Bismi’Llāhi ir-Ramān ir-Raīm

In the Name of God, the Universally Merciful, the Singularly Compassionate


We live in a time when so many of us have access to an abundant variety and quantity of food. Most have diets very different than those of their ancestors, who lived much simpler lives on all fronts, and in many cases were much healthier. There are many who plan their lives around trips to restaurants for the next gustatory adventure. Certainly, what the earth provides for our sustenance is part of the provision that Allāh ﷻ has written for us. This, however, is a means to supporting a life that is intended to be oriented towards Allāh ﷻ. In this way, any thing of the world should never occupy a central position in one’s mind, much less in one’s daily routine.

During this blessed month of Ramaḍān, we have the possibility of cultivating greater mindfulness and knowledge around all matters related to food, including food justice, sources, quality, dietary health, and mode of consumption. Each of these subjects are fields of study in and of themselves. Here, I endeavor to highlight a few key points for your consideration.

In matters of food justice, it is important to not be a part of the global problem. Food that is cultivated at the expense of any population is spiritually unlawful. Because we vote with our dollars, we should, to the best of our knowledge and ability, avoid purchasing food from profane sources. Allāh ﷻ says in the Holy Qur’ān, “Oh you people, eat from the earth what is lawful and wholesome and do not follow [in] the footsteps of Satan [Shayṭān], for truly he is your manifest enemy.” (al-Baqarah, 2:168). The family and companions of the Prophet Muḥammad ﷺ were known to exhibit great scrupulousness in what they ate and drank. Given the abundance of food variety, as well as the availability of ḥalāl meat and restaurants in much of the developed world, there is almost no good excuse for not eating ḥalāl today. Furthermore, every meal does not have to include meat, nor is it necessary to eat three meals a day, as some do better with less while others need more. These are all fine opportunities for cultivating self-restraint. We should be cautious and honest about the excuses we are willing to make in order to avoid a bit of discomfort and sacrifice.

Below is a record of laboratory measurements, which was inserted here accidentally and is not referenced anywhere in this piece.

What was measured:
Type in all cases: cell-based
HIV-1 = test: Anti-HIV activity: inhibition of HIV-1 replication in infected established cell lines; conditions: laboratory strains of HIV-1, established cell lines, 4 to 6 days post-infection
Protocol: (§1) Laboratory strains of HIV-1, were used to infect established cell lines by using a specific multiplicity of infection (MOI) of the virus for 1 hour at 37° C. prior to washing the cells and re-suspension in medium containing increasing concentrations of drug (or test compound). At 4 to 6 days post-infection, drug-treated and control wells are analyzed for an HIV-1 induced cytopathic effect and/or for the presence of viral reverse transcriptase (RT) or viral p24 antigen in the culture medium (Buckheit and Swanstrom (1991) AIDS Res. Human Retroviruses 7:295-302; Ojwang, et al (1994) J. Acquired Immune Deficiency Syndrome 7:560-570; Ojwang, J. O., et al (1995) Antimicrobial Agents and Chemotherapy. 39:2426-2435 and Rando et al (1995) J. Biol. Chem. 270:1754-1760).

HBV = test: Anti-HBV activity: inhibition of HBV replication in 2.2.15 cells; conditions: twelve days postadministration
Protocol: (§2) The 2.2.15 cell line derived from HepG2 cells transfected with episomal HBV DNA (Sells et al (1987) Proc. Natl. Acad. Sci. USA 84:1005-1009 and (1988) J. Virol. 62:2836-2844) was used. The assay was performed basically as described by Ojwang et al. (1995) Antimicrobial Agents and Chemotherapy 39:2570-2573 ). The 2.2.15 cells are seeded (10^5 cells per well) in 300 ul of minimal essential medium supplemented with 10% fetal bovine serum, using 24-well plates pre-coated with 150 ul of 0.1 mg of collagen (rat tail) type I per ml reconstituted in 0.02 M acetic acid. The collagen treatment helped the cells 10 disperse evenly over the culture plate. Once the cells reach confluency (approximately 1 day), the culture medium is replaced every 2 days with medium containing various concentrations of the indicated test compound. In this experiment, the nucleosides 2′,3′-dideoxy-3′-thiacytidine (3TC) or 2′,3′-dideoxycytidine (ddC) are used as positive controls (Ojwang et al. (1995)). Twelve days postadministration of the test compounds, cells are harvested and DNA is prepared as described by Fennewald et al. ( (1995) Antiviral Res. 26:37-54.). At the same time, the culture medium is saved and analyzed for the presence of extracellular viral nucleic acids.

Then there’s the question of food quality. Ideally, we would all have access to food that is wholesome (ṭayyib)—fresh, in-season, organic (toxin-free), and unaltered (i.e. not GMO or genetically-engineered). Allāh ﷻ says in the Holy Qur’ān, “Oh you who securely believe, eat from the good which We ﷻ have provided for you, and give thanks to Allāh ﷻ if it is He Whom ﷻ you worship” (al-Baqarah 2:172). With a bit of research and discernment, we can all learn how to make smart food choices that are also within our means.

Finally, let’s look at the issue of diet as it pertains to health. It is incumbent on us to honor and respect the sanctuary of the body by consuming the right food in the right time and quantity. Allāh ﷻ says in the Holy Qur’ān: “… eat and drink and be not excessive (therein)…” (al-A’rāf 7:31). There is a trend among Muslims to make up for what we did not consume during our fast by eating our usual daily quantity of food during the non-fasting hours. In a time when so many things have been inverted, it seems that fasting has now become a mercy from the eating. The Prophet Muḥammad ﷺ said, “The son of Adam does not fill a container worse than his stomach. Sufficient is it for the son of Adam to take enough morsels (of food) to keep his back straight. And if it is necessary, then a third for his food, a third for his drink, and a third for his breath.” It is known that those who are moderate and careful in their consumption of food are healthier than those who are indiscriminate. Good food habits keep the mind sharp and the body light, strong, and finely tuned.

Referring back to the verse from al-Baqarah (2:172), “Oh you who securely believe, eat from the good which We ﷻ have provided for you, and give thanks to Allāh ﷻ if it is He Whom ﷻ you worship.” This verse points to the proper spiritual attitude we should have with respect to our consumption of food. By consecrating the act of eating through mindfulness of Allāh ﷻ (i.e. being grateful and giving thanks), the experience of consumption can be profound. The sacredness and spiritual benefits of meal-times can be realized by simply pausing before you begin, being mindful, breathing, and taking your time as you eat, and allowing each moment of enjoyment to radiate gratitude throughout the experience. Eating when you are in a negative state is literally a recipe for disaster. Food is processed adversely in a stressed body, and quite positively in the body of one who is composed and grateful.

We are all impacted by the relationships of our lives, directly and indirectly. We incur a spiritual debt for the negativity we contribute to and a reward for the good we enjoin. Mindfulness of Allāh ﷻ in all matters related to food and drink cannot be emphasized enough. Let us take advantage of this time to address some of our deficiencies around food matters. And Allāh ﷻ knows best.


© Ḥakīm Ilyās Kāshānī